Originally printed in the October 2018 issue of Produce Business.
Potatoes are among the top-three selling vegetables in both retail and foodservice. Tomatoes and onions are the other two. What makes potatoes so powerful and popular? Their incredible versatility is one reason. They can be prepared in endless ways, paired with a myriad of flavors and presented on menus in ways that make the familiar exotic, exciting and new.
Facebook followers of chef RJ Harvey, the global marketing manager for Potatoes USA, applaud his incredible creativity in presenting potatoes in new ways. Chef RJ travels the world, exploring food cultures that give him inspiration in his test kitchen for plant-forward menu items to test with audiences here in the United States. Here are two recent potato innovation projects he presented online, inspired by Middle Eastern and South East Asian foods and flavor: Lebanese Potato Shawarma with pickled onions, Labneh Tzatziki, and tomato, Feta and mint; and Pho-Tato Noodle Bowl with potato noodles, Kombu Dashi broth, Shiitake bacon, Shanghai baby bok choi, black garlic oil, shaved yellow onion, coriander, and Thai basil.
According to foodservice market research firm Datassential, today potatoes appear on the menus of 3 out of 4 restaurants in the United States. When Datassential asks diners about their experiences with potatoes in restaurants, potatoes rank No. 1 among 312 fruits and vegetables.
Potatoes are the most tried of produce items, with 97 percent of consumers saying they’ve tried potatoes on a menu at least once (who are the 3 percent who’ve never eaten a potato-based item in a restaurant, I wonder), and 64 percent say they’ve tried potatoes multiple times.
In terms of affinity, nearly 6 out of 10 diners say they love potatoes. The only fruit or vegetable more loved by consumers is strawberries.
Datassential analysts anticipate potatoes’ menu penetration to increase by 2.3 percent over the next five years. What’s driving this growth? Innovation in menu language, inspiration from world cuisines, and perfect pairings of potatoes with sauces and dips are starting to appear on menus in fine dining restaurants.
Consumers are comforted by the fact they can find baked potatoes, potato chips, potato skins and potato salad just about anywhere. But they are also excited to discover potatoes presented in new ways on American menus.
Menu language is a critically important factor for success of new menu items. The name and descriptors must evoke a positive emotional response. Powerfully appealing language, paired with the right photo, can nearly guarantee success for a new menu item. Yet, sometimes, the simplest effort can gain traction quickly. Fine dining restaurants are having success with calling French fries “pomme frites,” using an exotic name to make the ordinary extraordinary in an upscale dining environment.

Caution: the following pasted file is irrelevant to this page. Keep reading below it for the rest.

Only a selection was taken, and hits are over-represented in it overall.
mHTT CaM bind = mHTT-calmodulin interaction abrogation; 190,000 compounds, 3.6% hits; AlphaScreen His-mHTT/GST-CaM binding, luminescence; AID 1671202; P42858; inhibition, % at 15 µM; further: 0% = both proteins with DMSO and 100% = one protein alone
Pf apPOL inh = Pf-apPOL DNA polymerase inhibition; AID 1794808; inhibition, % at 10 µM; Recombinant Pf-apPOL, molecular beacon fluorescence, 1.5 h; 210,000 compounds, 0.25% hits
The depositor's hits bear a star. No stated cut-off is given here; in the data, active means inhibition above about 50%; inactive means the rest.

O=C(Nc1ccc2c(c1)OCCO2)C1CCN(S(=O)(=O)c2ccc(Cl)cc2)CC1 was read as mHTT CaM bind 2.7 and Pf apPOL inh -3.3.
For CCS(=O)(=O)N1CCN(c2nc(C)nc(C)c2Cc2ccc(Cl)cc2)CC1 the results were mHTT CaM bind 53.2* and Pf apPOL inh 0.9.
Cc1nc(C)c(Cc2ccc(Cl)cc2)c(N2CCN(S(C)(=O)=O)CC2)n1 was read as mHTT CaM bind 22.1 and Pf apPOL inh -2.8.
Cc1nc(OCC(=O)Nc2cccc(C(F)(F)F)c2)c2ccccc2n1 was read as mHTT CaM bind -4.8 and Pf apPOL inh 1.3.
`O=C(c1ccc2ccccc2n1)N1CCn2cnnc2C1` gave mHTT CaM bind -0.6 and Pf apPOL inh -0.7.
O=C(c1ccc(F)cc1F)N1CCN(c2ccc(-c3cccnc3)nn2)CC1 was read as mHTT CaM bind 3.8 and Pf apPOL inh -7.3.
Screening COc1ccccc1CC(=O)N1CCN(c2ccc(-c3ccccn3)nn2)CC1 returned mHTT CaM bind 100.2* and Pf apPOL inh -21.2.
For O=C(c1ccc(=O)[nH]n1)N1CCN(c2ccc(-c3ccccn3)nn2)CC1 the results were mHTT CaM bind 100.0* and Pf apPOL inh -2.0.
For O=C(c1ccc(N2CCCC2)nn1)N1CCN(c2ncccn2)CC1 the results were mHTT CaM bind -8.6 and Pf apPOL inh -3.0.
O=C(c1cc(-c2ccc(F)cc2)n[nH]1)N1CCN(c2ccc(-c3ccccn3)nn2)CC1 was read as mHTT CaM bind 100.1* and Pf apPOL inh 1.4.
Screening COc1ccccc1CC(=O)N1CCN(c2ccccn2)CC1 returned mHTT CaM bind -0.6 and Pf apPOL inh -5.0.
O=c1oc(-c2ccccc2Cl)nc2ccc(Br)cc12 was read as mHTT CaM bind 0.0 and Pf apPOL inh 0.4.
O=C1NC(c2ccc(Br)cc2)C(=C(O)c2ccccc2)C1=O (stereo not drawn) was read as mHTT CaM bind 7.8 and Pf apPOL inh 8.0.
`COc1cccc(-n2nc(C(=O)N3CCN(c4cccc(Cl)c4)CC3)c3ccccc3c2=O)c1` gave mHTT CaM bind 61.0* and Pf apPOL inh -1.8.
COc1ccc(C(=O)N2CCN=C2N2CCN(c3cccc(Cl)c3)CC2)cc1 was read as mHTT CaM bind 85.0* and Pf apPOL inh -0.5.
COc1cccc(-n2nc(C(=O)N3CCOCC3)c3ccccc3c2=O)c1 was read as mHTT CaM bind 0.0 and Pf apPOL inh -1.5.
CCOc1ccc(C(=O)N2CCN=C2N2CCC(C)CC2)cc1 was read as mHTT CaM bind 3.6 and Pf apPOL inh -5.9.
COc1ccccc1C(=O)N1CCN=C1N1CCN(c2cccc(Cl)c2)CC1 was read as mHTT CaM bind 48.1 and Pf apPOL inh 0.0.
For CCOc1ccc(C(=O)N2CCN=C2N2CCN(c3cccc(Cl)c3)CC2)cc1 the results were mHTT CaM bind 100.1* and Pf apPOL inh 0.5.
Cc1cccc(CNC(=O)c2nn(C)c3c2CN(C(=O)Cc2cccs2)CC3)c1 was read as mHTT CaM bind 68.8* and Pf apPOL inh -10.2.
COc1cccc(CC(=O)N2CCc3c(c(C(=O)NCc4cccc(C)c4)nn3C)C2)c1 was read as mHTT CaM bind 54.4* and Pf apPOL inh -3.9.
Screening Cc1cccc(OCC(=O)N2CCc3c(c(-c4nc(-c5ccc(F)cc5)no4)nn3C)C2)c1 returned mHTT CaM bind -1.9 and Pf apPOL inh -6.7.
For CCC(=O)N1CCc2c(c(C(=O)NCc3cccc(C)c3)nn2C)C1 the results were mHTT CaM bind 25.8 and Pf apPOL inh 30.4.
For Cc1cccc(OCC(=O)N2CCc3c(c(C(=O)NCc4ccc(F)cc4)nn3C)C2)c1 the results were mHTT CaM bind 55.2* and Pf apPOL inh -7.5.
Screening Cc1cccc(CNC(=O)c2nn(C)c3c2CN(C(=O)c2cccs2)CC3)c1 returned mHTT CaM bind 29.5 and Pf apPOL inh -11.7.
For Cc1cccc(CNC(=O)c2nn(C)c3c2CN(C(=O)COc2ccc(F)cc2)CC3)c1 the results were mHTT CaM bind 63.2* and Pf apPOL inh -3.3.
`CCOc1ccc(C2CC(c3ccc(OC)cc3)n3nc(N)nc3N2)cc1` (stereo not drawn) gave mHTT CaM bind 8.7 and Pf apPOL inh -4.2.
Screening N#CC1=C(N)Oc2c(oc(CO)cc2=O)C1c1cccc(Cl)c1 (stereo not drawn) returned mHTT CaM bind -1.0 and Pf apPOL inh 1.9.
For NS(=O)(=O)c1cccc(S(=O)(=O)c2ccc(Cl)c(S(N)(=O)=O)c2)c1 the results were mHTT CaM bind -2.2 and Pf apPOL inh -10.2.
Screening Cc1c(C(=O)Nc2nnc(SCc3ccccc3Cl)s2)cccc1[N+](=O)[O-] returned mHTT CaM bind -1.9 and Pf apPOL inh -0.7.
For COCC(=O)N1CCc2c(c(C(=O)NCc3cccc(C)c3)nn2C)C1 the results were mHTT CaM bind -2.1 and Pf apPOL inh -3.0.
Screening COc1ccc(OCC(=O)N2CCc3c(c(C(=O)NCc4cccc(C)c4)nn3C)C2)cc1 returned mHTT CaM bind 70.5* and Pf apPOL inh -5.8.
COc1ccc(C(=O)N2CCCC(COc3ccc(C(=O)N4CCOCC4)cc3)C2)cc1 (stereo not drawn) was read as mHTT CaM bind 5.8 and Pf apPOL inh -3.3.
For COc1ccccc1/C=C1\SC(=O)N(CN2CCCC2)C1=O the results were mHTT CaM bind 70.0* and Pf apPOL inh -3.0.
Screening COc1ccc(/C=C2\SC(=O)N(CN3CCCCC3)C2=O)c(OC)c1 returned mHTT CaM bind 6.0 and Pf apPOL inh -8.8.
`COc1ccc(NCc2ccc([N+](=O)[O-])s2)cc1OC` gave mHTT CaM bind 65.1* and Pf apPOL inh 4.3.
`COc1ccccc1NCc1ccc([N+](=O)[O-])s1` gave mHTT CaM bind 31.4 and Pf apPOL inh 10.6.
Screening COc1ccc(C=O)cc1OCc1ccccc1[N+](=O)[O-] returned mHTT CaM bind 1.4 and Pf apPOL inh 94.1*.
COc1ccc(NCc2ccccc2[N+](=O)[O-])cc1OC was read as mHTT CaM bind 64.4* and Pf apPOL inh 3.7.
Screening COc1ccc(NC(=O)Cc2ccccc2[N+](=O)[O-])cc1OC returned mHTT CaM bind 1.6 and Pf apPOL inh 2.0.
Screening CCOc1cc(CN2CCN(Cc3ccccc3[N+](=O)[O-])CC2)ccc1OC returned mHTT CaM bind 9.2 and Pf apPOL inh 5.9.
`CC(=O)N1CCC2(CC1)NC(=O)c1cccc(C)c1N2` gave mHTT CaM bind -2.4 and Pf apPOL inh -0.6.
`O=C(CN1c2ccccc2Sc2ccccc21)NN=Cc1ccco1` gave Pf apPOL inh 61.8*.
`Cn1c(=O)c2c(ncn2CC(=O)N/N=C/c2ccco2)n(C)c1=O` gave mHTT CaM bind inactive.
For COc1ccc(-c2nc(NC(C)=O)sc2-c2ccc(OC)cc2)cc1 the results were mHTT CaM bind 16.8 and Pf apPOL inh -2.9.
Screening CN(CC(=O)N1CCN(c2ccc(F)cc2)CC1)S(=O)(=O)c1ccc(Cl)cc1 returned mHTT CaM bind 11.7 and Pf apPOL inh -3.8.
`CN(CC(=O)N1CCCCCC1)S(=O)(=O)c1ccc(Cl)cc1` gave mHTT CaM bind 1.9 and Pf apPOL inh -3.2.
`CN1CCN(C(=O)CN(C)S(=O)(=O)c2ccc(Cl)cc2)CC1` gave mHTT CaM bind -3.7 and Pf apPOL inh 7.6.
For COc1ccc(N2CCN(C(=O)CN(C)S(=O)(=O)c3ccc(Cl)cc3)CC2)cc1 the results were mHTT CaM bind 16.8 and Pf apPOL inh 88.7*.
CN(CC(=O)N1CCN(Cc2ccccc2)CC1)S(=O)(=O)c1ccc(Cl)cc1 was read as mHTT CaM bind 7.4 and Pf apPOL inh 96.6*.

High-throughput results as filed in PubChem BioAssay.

Inspiration from world cuisines is seen in mentions of potato galettes and croquettes (from France), papa a la huancaina (from Peru), tortilla espanola and patatas bravas (from Spain), pierogi (from Central Europe), and poutine (from Quebec, Canada).
Perfect pairings of potatoes with other ingredients range from the mundane to the masterful. A squeeze of lime on oven-roasted or deep-fat fried potatoes is an easy way to punch up flavor. Trendy restaurants are seeing success with frying French fries in duck fat and pairing potatoes with protein-rich foods such as eggs, pulled pork, and brisket, and using curries and salsas to intensify flavors and aromas.
Surprisingly, very little is happening with new potato varieties. Fingerling and Red Bliss are the only two varieties gaining traction. There are definitely opportunities to introduce chefs and diners to more potato varieties, especially among younger diners eager to discover the next great thing for which they can claim social media bragging rights.
Does this mean potatoes presented in familiar ways will fade away? That’s not likely. Consumers are comforted by the fact they can find baked potatoes, potato chips, potato skins and potato salad just about anywhere. But they are also excited to discover potatoes presented in new ways on American menus. Combining inspiration from world cuisines with innovation from talented culinary professionals, there are endless opportunities to present the power of potatoes on American menus.
Amy Myrdal Miller, MS, RDN, FAND is a farmer’s daughter from North Dakota, award-winning dietitian, culinary nutrition expert, and founder and president of Farmer’s Daughter Consulting, Inc. She is the director of The Culinary Institute of America Healthy Menus R&D Collaborative and a consultant for the Produce for Better Health Foundation. You can learn more about her business at www.farmersdaughterconsulting.com, and you can follow her insights on food and flavor on Twitter @AmyMyrdalMiller